Programmers Stack Exchange is a question and answer site for professional programmers interested in conceptual questions about software development. Join them; it only takes a minute:

Sign up
Here's how it works:
  1. Anybody can ask a question
  2. Anybody can answer
  3. The best answers are voted up and rise to the top

I'm developing a board game that has a game class that controls the game flow, and players attached to the game class. The board is just a visual class, but the control of the movements is all by the game.
The player can try to make false movements that lead to the game telling the player that this kind of movement is not allowed (and tell the reason behind it). But in some cases, the player can just make a movement and realize it's not the best move, or just miss click the board, or just want to try another approach.
The game can be saved and loaded, so an approach could be storing all the data before the movement and not allow a rollback, but allow the user to load the last autosaved turn. This looks like a nice approach, but involves user interaction, and the redrawing of the board could be tedious to the user. Is there a better way to do this kind of things or the architecture really matters on this thing?

The game class and player class are not complicate so it's cloning the classes a good idea, or separate the game data from the game rules a better approach, or the saving/loading (even automatic on an asked rollback) is ok?

UPDATE: how this game works: It has a main board where you make moves (simple moves) and a player board that react on the moves makes on the main board. It also has reaction moves according to other player moves and on yourself moves.You can also react when is not your turn, doing things on your board. Maybe I can't undo every move, but I like the undo/redo idea floating in one of the current answers.

share|improve this question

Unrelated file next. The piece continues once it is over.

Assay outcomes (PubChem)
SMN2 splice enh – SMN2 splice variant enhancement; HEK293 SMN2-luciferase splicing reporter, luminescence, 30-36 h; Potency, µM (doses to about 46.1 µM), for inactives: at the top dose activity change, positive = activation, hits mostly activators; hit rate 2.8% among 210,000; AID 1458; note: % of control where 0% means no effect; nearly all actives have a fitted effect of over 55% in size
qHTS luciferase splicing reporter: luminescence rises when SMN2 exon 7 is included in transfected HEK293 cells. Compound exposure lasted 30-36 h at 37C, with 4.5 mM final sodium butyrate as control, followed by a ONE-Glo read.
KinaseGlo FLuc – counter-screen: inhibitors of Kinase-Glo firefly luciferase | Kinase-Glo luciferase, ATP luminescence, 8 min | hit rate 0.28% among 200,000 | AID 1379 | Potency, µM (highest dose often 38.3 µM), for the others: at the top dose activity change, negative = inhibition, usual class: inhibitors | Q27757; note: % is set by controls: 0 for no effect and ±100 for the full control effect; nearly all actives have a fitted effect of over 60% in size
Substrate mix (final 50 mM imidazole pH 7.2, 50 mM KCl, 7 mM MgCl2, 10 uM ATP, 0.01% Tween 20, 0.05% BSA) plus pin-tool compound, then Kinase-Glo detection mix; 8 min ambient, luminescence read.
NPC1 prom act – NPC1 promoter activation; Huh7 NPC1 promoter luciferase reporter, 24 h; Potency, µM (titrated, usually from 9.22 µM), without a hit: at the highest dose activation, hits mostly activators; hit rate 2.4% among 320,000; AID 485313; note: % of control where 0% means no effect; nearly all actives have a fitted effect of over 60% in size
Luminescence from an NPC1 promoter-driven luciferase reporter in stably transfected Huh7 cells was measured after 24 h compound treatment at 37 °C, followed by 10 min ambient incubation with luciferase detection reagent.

Look at the memento pattern – user40980 Mar 1 '13 at 16:18
Just store the history of all the objects on the board every turn. – Ramhound Mar 1 '13 at 16:19
@Ramhound: If you do it that way, your program could easily turn into quite the... well... RAM hound. ;) – Mason Wheeler Mar 1 '13 at 17:04
@MasonWheeler - You don't have to keep track of the history beyond a certain point. Lots of programs store tons of data in a similar feature and don't have problems with memory. – Ramhound Mar 1 '13 at 17:17
Can you store the move coordinates on a stack? This is done in chess games. YMMV depending if it's a turn-based board game or a fluid movement like pong. – mike30 Mar 1 '13 at 17:38
up vote 11 down vote accepted

Why not store the history of all moves made (as well as any other non-deterministic events)? That way you can always reconstruct any given game state.

This will take significantly less storage space than storing all of the game states, and it would be fairly simple to implement.

share|improve this answer
As an added bonus, at some point you can add a replay feature similar to StarCraft. – Jonathan Rich Mar 1 '13 at 17:11
+1 This is similar to a technique called Event Sourcing used in other contexts. – MattDavey Mar 1 '13 at 18:01
The comment by @MattDavey Explain this technique in a great way. I will accept this because it can be fairly easy to implement, no matter how complex the game is. – gbianchi Mar 4 '13 at 13:55

Building an Undo system is conceptually pretty simple. You just need to keep track of changes. You'll want a stack, and an object type that describes a piece of the state of the game. Your stack should be a stack of arrays/lists of game state objects.

The trick is, don't record moves that people make. I see this in the other answers, and it can be done, but it's a lot more complicated. Instead, record what the game board looked like before the move was made. For example, when you move a piece, you've made two changes: The piece left one square, and the piece was placed onto a new square. If you create an array showing what those two squares looked like before the move began, then you can Undo the move simply by restoring those two squares to the way they were before the move was made.

Or, if your game state is held in the pieces and not the squares, then what you record is the position of the piece before it moved. (And if your piece interacts with any other pieces, such as a capture in chess, record where those other pieces were before they were changed.)